The Seeker

A Meta-Cognitive Journal About Writing… Plus Other Stuff

Your First Constraint (scenes from the conference)

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Part of the intent of attending the NorUSumWriCon last weekend was to bolster some areas of my teaching of creative writing.  As such, I took some workshops that by preview alone offered content that I was already familiar with, but that was okay because it helps to get content from a different set of eyes, especially some higher up on the writer food chain than a high school Creative Writing teacher and part-time writer.  Almost to a person, the people who lead these workshops are college professor types who have a book or two under their belts.  That was exactly the case with Jarrett Neal, who lead a workshop on Point of View.

Point of View left. So I guess it isn’t there anymore.

How you answer the question of who is telling your story is going to be the first and biggest constraint you put on your story, and Neal did a great job of exploring the consequences, both positive and negative, of each POV.  One good point he made was that world-building narratives need to be in 3rd person.  I had thought that for some time, but had never had the wherewithal or demands to verbalize it as such.  It makes sense:  A world new to the reader needs to been seen in its entirety so all the details are known and so the reader can fully experience that world.  The most immediate example I can think of was 1984.  The dystopian future of Oceania is only effective to the degree it is because it comes from an all-seeing, all-knowing narrator.  We can’t experience that world the same way if it’s only Winston relating events and thoughts.  We’d be lost because Winston certainly wouldn’t tell us the dirty details that he already knows as part of his everyday life (who would really do something like that?), and we’d also only get what Winston saw in his mundane daily existence.  This world-building idea is ambitious, though; too much so for the students who usually take my Creative Writing class.  As such, I ban world-building stories because it really is too much for a young writer to handle.  No joke—I literally have a “do not write” list I give students!

Something else we did was play around with POV a little bit.  I was tasked with starting a third-person omniscient passage based on this prompt:  “My wife and kids are gone for a week.”  The issue right off was that the prompt was voiced in first-person.  So how to convey the idea of an absent spouse and offspring without saying it directly?  And then there was the problem of having another character in the passage, too, so it wouldn’t be confused with third-person limited.  And speaking of constraints!  Neal said 100 words was all we had to work with.  I managed to get what follows down in my journal.

That was fast.  Unexpectedly.  It had been too long, which was why.  But now that he had worn out Tube8 (and himself), Rick was left wondering how he was going to spend the remaining 167 1/2 hours.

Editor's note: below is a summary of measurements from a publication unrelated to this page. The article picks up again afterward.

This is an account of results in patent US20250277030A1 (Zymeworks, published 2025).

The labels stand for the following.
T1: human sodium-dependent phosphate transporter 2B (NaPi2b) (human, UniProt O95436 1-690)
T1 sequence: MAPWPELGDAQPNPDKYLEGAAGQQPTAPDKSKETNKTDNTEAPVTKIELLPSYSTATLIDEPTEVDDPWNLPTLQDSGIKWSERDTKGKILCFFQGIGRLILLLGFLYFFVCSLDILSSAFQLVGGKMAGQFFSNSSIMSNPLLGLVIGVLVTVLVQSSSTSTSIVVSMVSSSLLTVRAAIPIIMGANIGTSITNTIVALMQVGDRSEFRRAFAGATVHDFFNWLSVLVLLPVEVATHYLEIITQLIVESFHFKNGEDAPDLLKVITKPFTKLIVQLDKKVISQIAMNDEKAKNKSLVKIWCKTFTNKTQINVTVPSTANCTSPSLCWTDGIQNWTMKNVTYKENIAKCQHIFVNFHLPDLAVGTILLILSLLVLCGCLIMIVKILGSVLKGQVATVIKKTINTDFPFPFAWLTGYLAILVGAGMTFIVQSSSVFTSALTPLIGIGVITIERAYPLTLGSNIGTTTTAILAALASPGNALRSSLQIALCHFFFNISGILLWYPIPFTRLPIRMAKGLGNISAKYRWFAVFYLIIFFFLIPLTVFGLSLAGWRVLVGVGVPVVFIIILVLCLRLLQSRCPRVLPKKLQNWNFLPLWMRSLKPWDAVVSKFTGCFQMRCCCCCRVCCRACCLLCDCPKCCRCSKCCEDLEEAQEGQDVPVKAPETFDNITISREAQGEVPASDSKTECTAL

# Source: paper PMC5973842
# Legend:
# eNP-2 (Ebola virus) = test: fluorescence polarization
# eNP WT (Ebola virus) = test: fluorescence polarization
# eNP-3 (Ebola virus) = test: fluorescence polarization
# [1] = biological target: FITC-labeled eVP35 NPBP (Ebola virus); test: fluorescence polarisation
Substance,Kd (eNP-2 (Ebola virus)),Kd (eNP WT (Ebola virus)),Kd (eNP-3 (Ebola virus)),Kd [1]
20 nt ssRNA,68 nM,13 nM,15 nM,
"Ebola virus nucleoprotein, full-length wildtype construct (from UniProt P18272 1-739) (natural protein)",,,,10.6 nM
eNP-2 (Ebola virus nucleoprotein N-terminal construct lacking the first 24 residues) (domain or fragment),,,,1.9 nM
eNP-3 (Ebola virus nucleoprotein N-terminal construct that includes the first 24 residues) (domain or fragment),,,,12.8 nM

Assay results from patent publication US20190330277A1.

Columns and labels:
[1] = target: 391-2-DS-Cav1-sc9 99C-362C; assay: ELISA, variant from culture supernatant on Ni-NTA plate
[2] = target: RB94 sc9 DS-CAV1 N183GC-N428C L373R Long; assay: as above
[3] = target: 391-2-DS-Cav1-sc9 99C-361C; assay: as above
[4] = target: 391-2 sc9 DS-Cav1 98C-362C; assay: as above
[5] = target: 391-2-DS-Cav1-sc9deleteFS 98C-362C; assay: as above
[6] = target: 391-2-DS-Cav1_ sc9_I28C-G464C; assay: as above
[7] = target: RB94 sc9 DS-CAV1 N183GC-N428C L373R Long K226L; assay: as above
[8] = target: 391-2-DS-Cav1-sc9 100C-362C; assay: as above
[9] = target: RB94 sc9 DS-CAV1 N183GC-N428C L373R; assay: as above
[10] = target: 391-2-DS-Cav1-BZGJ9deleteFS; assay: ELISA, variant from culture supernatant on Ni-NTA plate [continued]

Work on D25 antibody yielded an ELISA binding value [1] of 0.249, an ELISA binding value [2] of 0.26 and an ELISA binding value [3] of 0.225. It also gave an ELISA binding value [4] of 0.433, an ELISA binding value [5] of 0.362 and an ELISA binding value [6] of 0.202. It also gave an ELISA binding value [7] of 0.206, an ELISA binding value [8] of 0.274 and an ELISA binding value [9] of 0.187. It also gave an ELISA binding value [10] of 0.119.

On the other side of the city, Kathleen was gunning the engine to outrun the semis that would slow her entrance to the freeway.  Once she merged, she thumbed the cruise control buttons on the steering wheel.  Eighty-six wasn’t too fast, was it?  Even with three kids?  But the sooner they were in Reno, the more time they had to do…  nothing.  By her estimate, they’d have 164 hours.

But that wasn’t it.  Once I had a workable passage, I had to rewrite it in first-person POV.  This is something I encourage my students to experiment with, but I don’t mandate it.  After experiencing the benefits of this exercise, I think I am going to demand it in the future.  The benefits of switching POV are things I’ve known as a writer for some time, but still manage to forget or neglect when I’m writing.  It was good to be reminded to play around with the writing every now and then and see what happens.  I like the third-person POV better because I got in some free-indirect discourse, but the first-person POV wasn’t too bad, either:

Holy shit that was fast.  But it has been a while.  Because the girls are old enough now to know about browser histories and Kathleen’s lecture on exploitation isn’t worth sitting through.  It doesn’t mean anything anyhow.  Just casual browsing.  I thought I’d get more time in, but the temptation was too great.  I still have 167 1/2 hours, which means I can likely watch more.  But not before I Google how to discreetly and permanently delete browser histories.  Kathleen is probably hitting the freeway by now, and no doubt risking a speeding ticket to get the hell away from here as fast as possible.  You go, girl.

So what to do with all this?  Nuttin’, honey.  Or maybe something.  Who knows?  The seed for a story is there.  It’s up to me to do something with it if or when I feel like it, though the practice is far more important than the product.

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Written by seeker70

August 23, 2017 at 10:35 pm

Posted in Uncategorized

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